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SPAIN 2006

Ten participants plus one leader set off from Gatwick to Faro to meet Bob Buckler, already in Spain, and two others flying direct from Manchester.

Having picked up the vans we were quickly on our way towards the Coto Doñana seeing our first White Storks sitting on nests and in the fields as we drove east. A couple of stops on the way produced many wader species heading north, including a large flock of beautiful Red Knot in breeding plumage. Greater Flamingos were in small parties and Eurasian Spoonbills flew around carrying nesting material. Red-rumped Swallows flew alongside Barn Swallows, and Whiskered Terns flew over most patches of water. Spanish Wagtails, Zitting Cisticolas and three Sardinian Warblers plus our first of many Hoopoes enlivened the day.

A further stop involving a long drive down a very narrow isthmus, apparently occupied by the whole population of Spain fishing (it was a Sunday!) found us searching the gull flock for Audouin's Gulls. We were successful with up to 20 birds, including a very small individual. Then it was on to our hotel at Matalascañas for a four-night stay.

Next day, an early-morning sea watch produced Cory's and Mediterranean Shearwaters and a single distant Northern Gannet, while we were joined onshore by our first close Spotless Starlings and a Black Kite. After breakfast we started exploring the Coto Doñana properly. Woodchat Shrikes appeared to be everywhere, and Serin, Melodious and Great Reed Warblers, Crested Tit, Common Nightingale, European Bee-eater and the dark continental race of Long-tailed Tit were all added to our list. Lunch was taken (or should I say shared?) with a flock of Azure-winged Magpies. Highlights after lunch were three Little Bitterns, including a spectacularly bright individual. A visit to La Rocina produced our only Great White Egret of the trip, a flock of over 200 Eurasian Spoonbills and the largest flock of migrating Common Sandpipers I have ever seen – in excess of 20 birds. An evening drive having successfully located Red-necked Nightjars, we retired for the day.

Next day saw us exploring a different area of Doñana. Large numbers of Glossy Ibis, European Bee-eaters, Corn Buntings and in excess of 100 Collared Pratincoles followed an early visit to a White Stork colony. Hundreds of Black Kites in 'kettles' migrating northwards were scattered over the area, with Greater and Lesser Short-toed Larks feeding along the track. A family of five Black-shouldered Kites entertained us in a low wooded valley. Much to everyone's delight, a close scrutiny at Cañada de Rianzuela eventually revealed two of our rarer target species, seven White-headed Ducks and two Marbled Teal.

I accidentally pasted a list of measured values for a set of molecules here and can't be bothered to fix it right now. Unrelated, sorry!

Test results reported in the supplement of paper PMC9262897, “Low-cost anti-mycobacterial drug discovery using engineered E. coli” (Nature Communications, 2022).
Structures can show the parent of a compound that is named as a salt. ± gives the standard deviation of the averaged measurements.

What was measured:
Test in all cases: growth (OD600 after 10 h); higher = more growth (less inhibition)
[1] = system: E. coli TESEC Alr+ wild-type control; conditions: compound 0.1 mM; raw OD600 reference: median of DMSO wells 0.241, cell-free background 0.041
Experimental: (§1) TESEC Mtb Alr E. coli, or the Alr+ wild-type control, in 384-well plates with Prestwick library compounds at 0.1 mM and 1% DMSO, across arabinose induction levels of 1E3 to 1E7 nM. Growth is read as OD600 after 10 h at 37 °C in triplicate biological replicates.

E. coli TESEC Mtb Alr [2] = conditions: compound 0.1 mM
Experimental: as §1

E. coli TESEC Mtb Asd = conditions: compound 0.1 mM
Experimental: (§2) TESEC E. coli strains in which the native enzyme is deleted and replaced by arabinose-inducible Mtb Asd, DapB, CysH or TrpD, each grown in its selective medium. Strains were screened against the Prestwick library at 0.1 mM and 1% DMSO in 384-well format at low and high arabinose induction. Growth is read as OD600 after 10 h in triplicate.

The following day, a long drive to cross the river, via a traffic jam in Seville, took us to a very different area. An estuary added more waders to our list, including Kentish Plovers. A dry area around Laguna Espera had us ticking our first Black-eared Wheatears and our only Western Olivaceous Warblers.

Next morning we set off for the long drive to Extremadura. The Plains of Casares gave us Eurasian Griffon-vulture and Black Vulture, plus Booted and Short-toed Snake-agles and our first sightings of Black-bellied Sandgrouse, European Rollers and Great Spotted Cuckoos. Numerous Calandra Larks were also in display flight above us. Two stops along the Rio Almonte added Black Wheatear, Blue Rock Thrush, Spanish Sparrow, Alpine and Pallid Swifts and Eurasian Crag-martin. A short stop at the Bullring in Trujillo added at least ten Lesser Kestrels. The hotel gave some problems, luckily all resolved, and we retired after a long but successful day.

A beautiful dawn drive took us to the Belen Plains, where scrutiny revealed ten Great and two Little Bustards before we returned to town for breakfast. A drive to Montfragüe NP took us through some wonderful scenery before we climbed up to the Castillo to get a closer look at the Eurasian Griffon-vultures. The surrounding area added Black Redstart, Black Stork, Egyptian Vulture, Bonelli's and Spanish Imperial Eagles, Rock Bunting and White-rumped Swifts. An evening meal in Trujillo Square rounded off a fine day.

More Great and Little Bustards, Black Vultures and Black-bellied Sandgrouse marked our final day in the north. New species added included Eurasian Thick-knee, Pin-tailed Sandgrouse and close views of six Spectacled Warblers on a small area of heathland. A final stop added Common Waxbill and Red Avadavat before we set off back to the coast.

This brief summary can only give a glimpse of a wonderful, bird-filled trip. The spectacular fields of sunflowers, wild flowers and butterflies kept the all-round naturalists in the party occupied. If you want to explore the wildlife of southern Spain you should join Birdfinders next year!

Iberian Magpie

Iberian Magpie